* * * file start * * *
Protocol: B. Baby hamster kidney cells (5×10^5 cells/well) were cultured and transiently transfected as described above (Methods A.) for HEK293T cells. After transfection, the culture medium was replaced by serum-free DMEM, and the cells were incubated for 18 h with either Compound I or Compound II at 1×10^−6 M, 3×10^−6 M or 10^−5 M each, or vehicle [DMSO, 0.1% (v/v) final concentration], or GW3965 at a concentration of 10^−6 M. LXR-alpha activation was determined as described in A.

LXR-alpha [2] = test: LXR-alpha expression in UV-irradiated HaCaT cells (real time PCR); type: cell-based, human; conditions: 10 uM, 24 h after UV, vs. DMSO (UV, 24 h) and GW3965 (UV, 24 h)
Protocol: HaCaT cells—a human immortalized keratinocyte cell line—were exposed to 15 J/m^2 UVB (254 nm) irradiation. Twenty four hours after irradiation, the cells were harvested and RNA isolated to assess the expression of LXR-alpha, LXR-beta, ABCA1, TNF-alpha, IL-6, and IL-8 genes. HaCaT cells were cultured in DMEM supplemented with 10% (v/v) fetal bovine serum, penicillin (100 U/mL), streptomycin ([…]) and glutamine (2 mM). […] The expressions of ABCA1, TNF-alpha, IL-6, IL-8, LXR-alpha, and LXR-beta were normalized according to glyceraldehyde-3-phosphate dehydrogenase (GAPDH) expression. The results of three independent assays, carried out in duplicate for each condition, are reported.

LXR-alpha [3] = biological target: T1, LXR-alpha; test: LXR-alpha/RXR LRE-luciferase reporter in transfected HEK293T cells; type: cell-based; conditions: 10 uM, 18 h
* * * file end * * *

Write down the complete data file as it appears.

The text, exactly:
Protocol: B. Baby hamster kidney cells (5×10^5 cells/well) were cultured and transiently transfected as described above (Methods A.) for HEK293T cells. After transfection, the culture medium was replaced by serum-free DMEM, and the cells were incubated for 18 h with either Compound I or Compound II at 1×10^−6 M, 3×10^−6 M or 10^−5 M each, or vehicle [DMSO, 0.1% (v/v) final concentration], or GW3965 at a concentration of 10^−6 M. LXR-alpha activation was determined as described in A.

LXR-alpha [2] = test: LXR-alpha expression in UV-irradiated HaCaT cells (real time PCR); type: cell-based, human; conditions: 10 uM, 24 h after UV, vs. DMSO (UV, 24 h) and GW3965 (UV, 24 h)
Protocol: HaCaT cells—a human immortalized keratinocyte cell line—were exposed to 15 J/m^2 UVB (254 nm) irradiation. Twenty four hours after irradiation, the cells were harvested and RNA isolated to assess the expression of LXR-alpha, LXR-beta, ABCA1, TNF-alpha, IL-6, and IL-8 genes. HaCaT cells were cultured in DMEM supplemented with 10% (v/v) fetal bovine serum, penicillin (100 U/mL), streptomycin ([…]) and glutamine (2 mM). […] The expressions of ABCA1, TNF-alpha, IL-6, IL-8, LXR-alpha, and LXR-beta were normalized according to glyceraldehyde-3-phosphate dehydrogenase (GAPDH) expression. The results of three independent assays, carried out in duplicate for each condition, are reported.

LXR-alpha [3] = biological target: T1, LXR-alpha; test: LXR-alpha/RXR LRE-luciferase reporter in transfected HEK293T cells; type: cell-based; conditions: 10 uM, 18 h